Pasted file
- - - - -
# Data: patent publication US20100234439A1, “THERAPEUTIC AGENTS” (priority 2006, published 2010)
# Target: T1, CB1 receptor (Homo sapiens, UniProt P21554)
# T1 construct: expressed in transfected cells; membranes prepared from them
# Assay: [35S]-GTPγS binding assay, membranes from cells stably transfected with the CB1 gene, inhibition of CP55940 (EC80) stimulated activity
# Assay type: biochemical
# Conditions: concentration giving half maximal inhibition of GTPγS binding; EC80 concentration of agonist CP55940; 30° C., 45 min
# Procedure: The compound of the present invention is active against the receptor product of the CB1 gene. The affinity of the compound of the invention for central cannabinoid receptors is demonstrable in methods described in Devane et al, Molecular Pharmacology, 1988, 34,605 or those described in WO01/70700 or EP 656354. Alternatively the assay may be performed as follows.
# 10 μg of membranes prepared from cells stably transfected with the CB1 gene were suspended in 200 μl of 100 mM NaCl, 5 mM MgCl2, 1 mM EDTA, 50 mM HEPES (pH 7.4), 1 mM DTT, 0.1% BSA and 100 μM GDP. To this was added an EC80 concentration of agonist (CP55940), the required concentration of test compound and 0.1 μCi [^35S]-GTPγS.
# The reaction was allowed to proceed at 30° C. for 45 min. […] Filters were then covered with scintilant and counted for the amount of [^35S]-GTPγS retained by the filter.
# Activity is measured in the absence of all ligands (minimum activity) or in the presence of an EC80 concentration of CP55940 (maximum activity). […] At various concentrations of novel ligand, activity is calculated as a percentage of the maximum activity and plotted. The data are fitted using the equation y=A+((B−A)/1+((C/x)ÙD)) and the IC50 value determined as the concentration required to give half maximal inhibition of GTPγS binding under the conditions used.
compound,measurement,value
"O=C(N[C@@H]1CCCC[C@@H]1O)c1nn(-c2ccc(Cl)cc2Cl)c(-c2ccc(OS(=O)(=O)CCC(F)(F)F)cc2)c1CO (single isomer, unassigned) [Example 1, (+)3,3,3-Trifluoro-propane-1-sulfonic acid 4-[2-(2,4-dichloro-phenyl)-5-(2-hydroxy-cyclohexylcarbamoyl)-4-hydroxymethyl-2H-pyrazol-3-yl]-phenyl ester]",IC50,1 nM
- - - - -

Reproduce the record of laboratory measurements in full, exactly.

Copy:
# Data: patent publication US20100234439A1, “THERAPEUTIC AGENTS” (priority 2006, published 2010)
# Target: T1, CB1 receptor (Homo sapiens, UniProt P21554)
# T1 construct: expressed in transfected cells; membranes prepared from them
# Assay: [35S]-GTPγS binding assay, membranes from cells stably transfected with the CB1 gene, inhibition of CP55940 (EC80) stimulated activity
# Assay type: biochemical
# Conditions: concentration giving half maximal inhibition of GTPγS binding; EC80 concentration of agonist CP55940; 30° C., 45 min
# Procedure: The compound of the present invention is active against the receptor product of the CB1 gene. The affinity of the compound of the invention for central cannabinoid receptors is demonstrable in methods described in Devane et al, Molecular Pharmacology, 1988, 34,605 or those described in WO01/70700 or EP 656354. Alternatively the assay may be performed as follows.
# 10 μg of membranes prepared from cells stably transfected with the CB1 gene were suspended in 200 μl of 100 mM NaCl, 5 mM MgCl2, 1 mM EDTA, 50 mM HEPES (pH 7.4), 1 mM DTT, 0.1% BSA and 100 μM GDP. To this was added an EC80 concentration of agonist (CP55940), the required concentration of test compound and 0.1 μCi [^35S]-GTPγS.
# The reaction was allowed to proceed at 30° C. for 45 min. […] Filters were then covered with scintilant and counted for the amount of [^35S]-GTPγS retained by the filter.
# Activity is measured in the absence of all ligands (minimum activity) or in the presence of an EC80 concentration of CP55940 (maximum activity). […] At various concentrations of novel ligand, activity is calculated as a percentage of the maximum activity and plotted. The data are fitted using the equation y=A+((B−A)/1+((C/x)ÙD)) and the IC50 value determined as the concentration required to give half maximal inhibition of GTPγS binding under the conditions used.
compound,measurement,value
"O=C(N[C@@H]1CCCC[C@@H]1O)c1nn(-c2ccc(Cl)cc2Cl)c(-c2ccc(OS(=O)(=O)CCC(F)(F)F)cc2)c1CO (single isomer, unassigned) [Example 1, (+)3,3,3-Trifluoro-propane-1-sulfonic acid 4-[2-(2,4-dichloro-phenyl)-5-(2-hydroxy-cyclohexylcarbamoyl)-4-hydroxymethyl-2H-pyrazol-3-yl]-phenyl ester]",IC50,1 nM